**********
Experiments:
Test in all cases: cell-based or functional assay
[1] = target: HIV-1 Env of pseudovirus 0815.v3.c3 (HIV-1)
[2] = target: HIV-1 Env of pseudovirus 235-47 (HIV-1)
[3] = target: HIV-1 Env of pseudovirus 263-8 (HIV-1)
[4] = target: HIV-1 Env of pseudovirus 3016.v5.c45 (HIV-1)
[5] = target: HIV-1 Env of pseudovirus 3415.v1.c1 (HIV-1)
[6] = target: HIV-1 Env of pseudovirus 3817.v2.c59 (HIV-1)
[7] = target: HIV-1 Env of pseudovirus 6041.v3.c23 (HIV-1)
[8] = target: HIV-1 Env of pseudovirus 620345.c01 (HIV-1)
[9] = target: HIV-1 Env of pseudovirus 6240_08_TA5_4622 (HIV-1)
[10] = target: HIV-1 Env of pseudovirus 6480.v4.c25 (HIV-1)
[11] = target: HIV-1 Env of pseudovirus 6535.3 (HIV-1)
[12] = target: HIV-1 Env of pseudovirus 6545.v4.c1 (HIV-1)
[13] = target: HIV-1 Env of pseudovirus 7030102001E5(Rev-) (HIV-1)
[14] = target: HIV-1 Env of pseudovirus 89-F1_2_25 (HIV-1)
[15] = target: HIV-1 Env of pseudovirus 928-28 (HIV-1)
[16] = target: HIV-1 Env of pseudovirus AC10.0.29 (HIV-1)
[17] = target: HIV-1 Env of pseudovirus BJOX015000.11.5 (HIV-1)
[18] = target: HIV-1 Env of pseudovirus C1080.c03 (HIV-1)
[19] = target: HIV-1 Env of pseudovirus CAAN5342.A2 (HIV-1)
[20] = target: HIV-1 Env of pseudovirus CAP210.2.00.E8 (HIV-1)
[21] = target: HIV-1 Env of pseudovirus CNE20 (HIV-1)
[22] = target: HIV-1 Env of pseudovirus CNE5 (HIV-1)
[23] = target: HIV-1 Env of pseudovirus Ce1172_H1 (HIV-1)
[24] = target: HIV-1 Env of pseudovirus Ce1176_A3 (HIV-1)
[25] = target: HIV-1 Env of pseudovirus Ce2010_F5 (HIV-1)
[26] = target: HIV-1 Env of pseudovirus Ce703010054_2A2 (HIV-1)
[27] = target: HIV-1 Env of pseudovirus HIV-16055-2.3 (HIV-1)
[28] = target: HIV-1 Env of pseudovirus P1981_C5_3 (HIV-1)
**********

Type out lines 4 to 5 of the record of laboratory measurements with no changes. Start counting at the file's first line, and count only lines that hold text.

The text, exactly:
[2] = target: HIV-1 Env of pseudovirus 235-47 (HIV-1)
[3] = target: HIV-1 Env of pseudovirus 263-8 (HIV-1)